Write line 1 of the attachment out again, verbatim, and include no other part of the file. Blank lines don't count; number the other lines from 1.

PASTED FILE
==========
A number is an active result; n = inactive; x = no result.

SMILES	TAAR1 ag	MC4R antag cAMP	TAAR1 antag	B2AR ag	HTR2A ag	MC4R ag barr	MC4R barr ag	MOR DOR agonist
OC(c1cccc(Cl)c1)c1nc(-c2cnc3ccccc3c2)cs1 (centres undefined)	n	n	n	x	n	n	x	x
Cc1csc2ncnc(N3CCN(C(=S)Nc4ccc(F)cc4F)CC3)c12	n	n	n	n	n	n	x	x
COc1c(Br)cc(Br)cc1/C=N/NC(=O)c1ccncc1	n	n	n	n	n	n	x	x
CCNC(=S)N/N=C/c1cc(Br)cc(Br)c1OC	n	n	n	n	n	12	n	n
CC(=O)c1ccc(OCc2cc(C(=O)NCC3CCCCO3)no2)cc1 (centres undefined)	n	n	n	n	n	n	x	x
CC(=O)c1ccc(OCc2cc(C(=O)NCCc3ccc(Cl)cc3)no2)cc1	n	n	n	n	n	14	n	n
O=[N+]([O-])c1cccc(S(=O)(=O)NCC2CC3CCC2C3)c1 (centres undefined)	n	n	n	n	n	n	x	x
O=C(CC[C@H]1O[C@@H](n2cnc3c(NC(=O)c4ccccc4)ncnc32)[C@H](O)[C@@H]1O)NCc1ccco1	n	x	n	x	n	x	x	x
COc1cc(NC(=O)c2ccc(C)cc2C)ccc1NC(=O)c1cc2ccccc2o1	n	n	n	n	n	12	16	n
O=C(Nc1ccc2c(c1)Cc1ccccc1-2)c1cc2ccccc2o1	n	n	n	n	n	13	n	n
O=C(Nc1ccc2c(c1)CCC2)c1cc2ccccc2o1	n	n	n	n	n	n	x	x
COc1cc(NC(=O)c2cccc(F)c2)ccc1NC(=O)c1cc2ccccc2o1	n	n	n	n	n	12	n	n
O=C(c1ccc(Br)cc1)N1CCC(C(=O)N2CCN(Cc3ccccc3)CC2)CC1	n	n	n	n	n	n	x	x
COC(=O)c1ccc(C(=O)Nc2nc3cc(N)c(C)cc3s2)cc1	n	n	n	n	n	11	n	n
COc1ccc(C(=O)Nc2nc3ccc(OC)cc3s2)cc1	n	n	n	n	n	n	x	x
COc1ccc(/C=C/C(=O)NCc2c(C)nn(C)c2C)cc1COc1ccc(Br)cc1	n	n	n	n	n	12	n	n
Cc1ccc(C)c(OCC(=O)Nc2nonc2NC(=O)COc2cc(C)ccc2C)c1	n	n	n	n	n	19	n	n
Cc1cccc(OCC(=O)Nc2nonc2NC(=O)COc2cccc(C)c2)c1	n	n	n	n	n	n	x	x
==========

A number is an active result; n = inactive; x = no result.